Can't say it better.
Although I think I see where it is coming from, at least partially. First, the recent crisis with nursing jobs
pulled some applicants (and their $$$$$) out of the field, so programs started aggressive advertisement campains. As they have actually nothing too much to brag about (NCLEX is NCLEX, whether it is done after Ivy League or a state college), they pushed "prestige" and "connections" as winning points as if that could promice good jobs upon graduation (knowing all along that it wouldn't be so). Second, MSN/DNP/PhD programs finally started to wake up and note that everybody with GPA above 2.5 is knocking their doors, so they have to become a bit more selective to avoid their grads running into trouble. As many of them really can't elevate their admission requirements to the point where, for all honesty, they got to be, the programs decided to attempt to play on questionable "level of school". They started from for-profits with historically low levels of NCLEX first-try passes, which was more or less reasonable; that was not working enough, so they probably will move a bit further and restrict admission for grads of "less popular" BSN programs, especially with less-than-ideal other credentials. I wouldn't be surprised if Walden and other online powerhouses will follow this trend soon.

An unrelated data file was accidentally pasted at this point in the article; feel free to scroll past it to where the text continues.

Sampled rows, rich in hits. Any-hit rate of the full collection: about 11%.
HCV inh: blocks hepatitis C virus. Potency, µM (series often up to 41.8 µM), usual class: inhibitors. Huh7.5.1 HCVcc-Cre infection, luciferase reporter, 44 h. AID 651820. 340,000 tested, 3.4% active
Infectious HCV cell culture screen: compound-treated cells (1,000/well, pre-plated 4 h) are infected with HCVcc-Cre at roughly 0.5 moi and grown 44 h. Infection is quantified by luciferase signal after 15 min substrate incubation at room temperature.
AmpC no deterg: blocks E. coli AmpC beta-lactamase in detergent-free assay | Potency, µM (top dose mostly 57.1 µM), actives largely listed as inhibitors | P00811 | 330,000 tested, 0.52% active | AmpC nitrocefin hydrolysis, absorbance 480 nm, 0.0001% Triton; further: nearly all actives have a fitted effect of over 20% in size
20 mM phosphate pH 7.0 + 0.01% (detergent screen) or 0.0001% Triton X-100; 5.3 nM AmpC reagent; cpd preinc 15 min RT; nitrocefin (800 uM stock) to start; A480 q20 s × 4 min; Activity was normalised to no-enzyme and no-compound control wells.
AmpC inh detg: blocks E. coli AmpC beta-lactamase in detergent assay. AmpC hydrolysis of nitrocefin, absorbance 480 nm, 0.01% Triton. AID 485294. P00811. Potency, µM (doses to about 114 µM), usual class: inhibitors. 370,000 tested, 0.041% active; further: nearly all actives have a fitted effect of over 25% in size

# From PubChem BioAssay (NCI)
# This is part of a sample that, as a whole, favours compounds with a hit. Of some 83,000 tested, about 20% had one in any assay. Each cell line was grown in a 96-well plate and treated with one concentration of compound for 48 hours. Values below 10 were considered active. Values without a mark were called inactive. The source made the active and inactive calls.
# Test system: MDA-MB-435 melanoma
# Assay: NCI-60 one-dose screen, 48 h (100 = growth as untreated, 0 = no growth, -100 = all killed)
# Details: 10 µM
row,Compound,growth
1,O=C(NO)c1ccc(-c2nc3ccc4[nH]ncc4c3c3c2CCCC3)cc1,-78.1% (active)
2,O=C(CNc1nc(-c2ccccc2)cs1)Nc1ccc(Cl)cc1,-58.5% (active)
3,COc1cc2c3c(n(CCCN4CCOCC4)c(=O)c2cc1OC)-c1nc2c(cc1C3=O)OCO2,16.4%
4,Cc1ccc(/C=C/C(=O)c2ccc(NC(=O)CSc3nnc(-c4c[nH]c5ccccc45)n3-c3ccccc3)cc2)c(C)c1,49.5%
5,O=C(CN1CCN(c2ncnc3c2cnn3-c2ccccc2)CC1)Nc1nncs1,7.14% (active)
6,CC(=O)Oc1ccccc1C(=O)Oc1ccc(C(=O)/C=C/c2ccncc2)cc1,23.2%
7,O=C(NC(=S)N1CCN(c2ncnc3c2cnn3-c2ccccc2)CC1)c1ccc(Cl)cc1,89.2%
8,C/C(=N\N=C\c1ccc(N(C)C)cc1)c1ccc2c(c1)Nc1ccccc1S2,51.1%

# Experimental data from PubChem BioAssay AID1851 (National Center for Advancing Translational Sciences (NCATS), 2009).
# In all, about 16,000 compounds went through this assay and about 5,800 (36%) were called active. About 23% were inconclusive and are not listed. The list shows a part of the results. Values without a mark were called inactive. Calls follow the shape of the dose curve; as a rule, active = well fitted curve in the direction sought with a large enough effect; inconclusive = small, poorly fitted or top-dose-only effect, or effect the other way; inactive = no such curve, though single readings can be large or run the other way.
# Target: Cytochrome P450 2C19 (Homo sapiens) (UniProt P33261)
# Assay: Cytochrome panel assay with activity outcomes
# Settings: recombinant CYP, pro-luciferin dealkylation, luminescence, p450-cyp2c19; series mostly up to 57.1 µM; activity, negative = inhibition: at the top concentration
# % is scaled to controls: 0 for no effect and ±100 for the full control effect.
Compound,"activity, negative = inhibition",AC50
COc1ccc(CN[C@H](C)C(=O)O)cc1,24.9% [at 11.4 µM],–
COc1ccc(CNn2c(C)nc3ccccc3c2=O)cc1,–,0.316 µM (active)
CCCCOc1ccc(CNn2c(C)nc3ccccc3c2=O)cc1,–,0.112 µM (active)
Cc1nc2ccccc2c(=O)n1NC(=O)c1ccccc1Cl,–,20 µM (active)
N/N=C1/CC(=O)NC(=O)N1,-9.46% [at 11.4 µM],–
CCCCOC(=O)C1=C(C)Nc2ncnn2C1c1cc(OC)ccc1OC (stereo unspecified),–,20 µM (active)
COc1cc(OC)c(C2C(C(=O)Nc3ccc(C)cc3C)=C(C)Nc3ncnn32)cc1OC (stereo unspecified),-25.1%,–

My advice for everyone considering higher degree at any career point: keep your GPA as high as physically possible. "C" may still be a degree, but it looks like lately that low GPA can really affect one's career.